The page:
How’s your summer reading going?
With social media running amok, and cold, heartless, political divisiveness invading our television sets, the likes to which we’ve never seen before-there’s no better feeling than cracking open the covers of a new book and getting far away from the maddening crowd.
In case you haven’t noticed, PBS has launched a new series, “The Great American Read” , in which they have surveyed Americans readers, asking them their favorite novel.
The series returns on September 11 with seven new episodes, culminating in the finale on October 23, where America’s Favorite Novel will be announced, following months of the public voting.
And for those who think reading books has become obsolete and gone the way of public pay phones and video rental stores, surveys have shown, thankfully, that not to be the case.
According to a Gallup Poll , more than one in three (35 percent) are heavy readers, reading 11 or more books in the past year, while close to half (48 percent) read between one and 10 and just 16 percent read none.
Additionally, among those who read at least one book last year, the vast majority say they most often read printed books, at 73 percent. About one in five most often read electronic books, while only 6 percent mostly experienced books in audio form.
And why wouldn’t book reading still be in vogue?
Ever since the 18th century, particularly Victorian literature, novels had replaced poetry and drama, as it began to depict the lives of the middle class, and downtrodden, struggling with their morality and circumstances.
Small wonder, then, that Daniel Defoe's Robinson Crusoe (1719) is often hailed as the first novel. The story of the shipwrecked sailor on an un-inhabited island on the Coast of America, Crusoe survives by self-reliance and hard work, embodiments of the Protestant work ethic, common themes that began to run through a number of narratives at the time.
On the other side of the Atlantic, American writers like Mark Twain (Adventures of Huckleberry Finn, 1884) and Saul Bellow (The Adventures of Augie March, 1953) would expand upon Defoe’s picaresque, that is, a series of loosely connected episodes.
Set in a Southern antebellum society, The Adventures of Huckleberry Finn is a biting satire on racist attitudes, among people and places along the Mississippi River and the hypocrisy of a civilized society.
The Adventures of Augie March depicts a poor Jewish boy in Chicago during the Great Depression, lacking any ambition, but through a series of comical episodes of steps and missteps, succeeds nonetheless. The novel explores some misguided assumptions about the typical American success story and what is the better path toward happiness.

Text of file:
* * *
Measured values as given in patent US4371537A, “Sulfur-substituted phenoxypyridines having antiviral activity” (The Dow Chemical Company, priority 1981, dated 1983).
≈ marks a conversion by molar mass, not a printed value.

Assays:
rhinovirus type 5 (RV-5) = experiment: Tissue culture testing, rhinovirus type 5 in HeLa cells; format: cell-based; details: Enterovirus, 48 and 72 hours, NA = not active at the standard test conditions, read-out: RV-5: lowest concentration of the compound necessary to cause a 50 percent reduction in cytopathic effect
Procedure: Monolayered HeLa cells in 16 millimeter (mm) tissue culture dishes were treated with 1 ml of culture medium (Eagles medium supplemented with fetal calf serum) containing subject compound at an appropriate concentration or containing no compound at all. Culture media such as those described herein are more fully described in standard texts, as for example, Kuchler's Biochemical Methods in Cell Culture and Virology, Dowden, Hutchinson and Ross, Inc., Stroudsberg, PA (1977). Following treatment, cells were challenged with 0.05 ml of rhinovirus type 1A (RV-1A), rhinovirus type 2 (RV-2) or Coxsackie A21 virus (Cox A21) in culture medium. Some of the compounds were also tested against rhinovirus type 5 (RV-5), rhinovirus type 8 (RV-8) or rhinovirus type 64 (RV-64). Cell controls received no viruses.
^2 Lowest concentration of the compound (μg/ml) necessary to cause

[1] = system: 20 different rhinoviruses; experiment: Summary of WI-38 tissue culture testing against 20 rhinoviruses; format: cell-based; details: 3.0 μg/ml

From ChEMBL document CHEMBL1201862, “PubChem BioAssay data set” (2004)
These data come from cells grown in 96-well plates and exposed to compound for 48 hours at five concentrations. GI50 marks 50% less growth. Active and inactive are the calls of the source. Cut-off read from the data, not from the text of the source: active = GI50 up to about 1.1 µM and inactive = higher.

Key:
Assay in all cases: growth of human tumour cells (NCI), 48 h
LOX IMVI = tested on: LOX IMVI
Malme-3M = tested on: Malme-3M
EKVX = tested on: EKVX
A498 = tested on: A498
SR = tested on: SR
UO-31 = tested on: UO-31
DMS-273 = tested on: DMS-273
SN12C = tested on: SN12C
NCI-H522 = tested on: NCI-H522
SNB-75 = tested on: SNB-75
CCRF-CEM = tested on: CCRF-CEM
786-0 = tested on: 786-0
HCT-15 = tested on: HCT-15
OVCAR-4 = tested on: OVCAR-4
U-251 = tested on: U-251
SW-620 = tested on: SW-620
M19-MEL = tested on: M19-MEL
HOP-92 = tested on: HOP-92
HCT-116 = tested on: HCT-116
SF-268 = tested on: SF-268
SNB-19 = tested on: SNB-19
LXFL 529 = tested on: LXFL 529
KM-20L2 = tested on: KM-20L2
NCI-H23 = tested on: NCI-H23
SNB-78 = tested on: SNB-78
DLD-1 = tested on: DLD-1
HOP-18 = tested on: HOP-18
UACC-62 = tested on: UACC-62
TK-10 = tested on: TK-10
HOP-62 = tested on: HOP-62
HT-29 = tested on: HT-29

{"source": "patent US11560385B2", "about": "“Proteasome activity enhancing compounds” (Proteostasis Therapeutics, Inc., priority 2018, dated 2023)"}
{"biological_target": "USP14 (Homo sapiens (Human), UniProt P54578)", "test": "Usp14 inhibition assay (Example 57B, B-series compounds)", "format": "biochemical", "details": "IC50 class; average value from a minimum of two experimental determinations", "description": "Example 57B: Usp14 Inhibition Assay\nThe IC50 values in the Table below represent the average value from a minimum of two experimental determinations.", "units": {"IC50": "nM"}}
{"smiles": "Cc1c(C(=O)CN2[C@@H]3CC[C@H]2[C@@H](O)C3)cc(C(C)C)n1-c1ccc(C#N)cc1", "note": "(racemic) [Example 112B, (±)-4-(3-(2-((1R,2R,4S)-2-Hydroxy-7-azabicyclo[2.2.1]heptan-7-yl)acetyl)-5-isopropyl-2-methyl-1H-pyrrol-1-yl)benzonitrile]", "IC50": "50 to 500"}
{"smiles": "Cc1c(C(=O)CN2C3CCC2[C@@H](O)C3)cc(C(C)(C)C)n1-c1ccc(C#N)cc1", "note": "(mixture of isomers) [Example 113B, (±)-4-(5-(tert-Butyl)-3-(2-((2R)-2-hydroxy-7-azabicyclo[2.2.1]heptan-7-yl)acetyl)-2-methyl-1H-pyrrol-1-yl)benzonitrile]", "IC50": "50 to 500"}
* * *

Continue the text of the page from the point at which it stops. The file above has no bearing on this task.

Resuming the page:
Scholars have pointed out that the works of Samuel Richardson (Clarissa, 1748), Daniel Defoe, and Henry Fielding (Tom Jones, 1749), reflect the evolving society, a reading public (with greater literacy rates), a greater sense of scientific discovery, calls for democratic reforms with growing economic independence, and a strong Protestant ethic.
"The novel," Miriam Bailin, Associate Professor in the Department of English at Washington University in St Louis, argues, " can't be separated from its material history as well as its expanded readership in all classes. Paper got cheaper, modes of printing got faster, and sales were not by subscription as in the past but distributed increasingly by booksellers and made available to borrow from proprietary libraries (kind of like Blockbuster was for movies). "
Making books more affordable for a growing reading public was certainly the brainchild of Sir Walter Scott (who published three-volume novels) and made them affordable to the general public by making them available for purchase in monthly installments.
Sub-climaxes, or serial novels, leaving the public on the edge of their seat until the next installment was ingeniously employed with great success by Charles Dickens, when he published ``Pickwick Papers'' in 19 monthly installments in 1836-37. In England, the periodic installments cost a mere shilling, making fiction affordable to a new class of readers.
George Eliot, Thomas Hardy, Anthony Trollope and William Makepeace Thackeray also published novels in serial form; as did Harriet Beecher Stowe, Mark Twain, William Dean Howells, and Henry James in America.
The 19th century, of course, ushered in the age of industrialization. Literature began to follow suit with works of realism with characters who weren’t necessarily heroes but depicted the challenges they faced in a cold, unsympathetic world, such as "Uncle Tom's Cabin" (1852) by Harriet Beecher Stowe, a seminal work, many argue, which lit the match that sparked the American Civil War.
The 20th century is largely carved up into two phases of literature--modern literature (1900-1945) and contemporary literature (1945 to the present), also referred to as postmodern with characters questioning the existence of God, challenging the political and social conventions of the age, and the supremacy of the human reason on a variety of topics from the Great Depression to Hiroshima, the morality of war, up through communism and racism.
As Alfred Bendixen so succinctly wrote in the Blackwell Companion to the American Novel "In the last 20 years, the literary landscape has been enriched by the work of African-Americans, Latina/a, and Asian American writers who have moved the novel into a fuller engagement with some of the basic contradictions at the heart of American democracy, the conflict between the ideals of the society devoted to freedom, equality, opportunity, and the realities."
To get a sense of the reading tastes of book lovers, I reached out to some individuals, to ask them their all-time favorite novel. What follows is a list of responses.
- "A tie between All The Kings Men" (Robert Penn Warren) and The Invisible Man (Ralph Ellison)."
—Dean Baquet, Executive Editor of The New York Times
- "Gone With The Wind" (Margaret Mitchell) and "Debt of Honor" (Tom Clancy).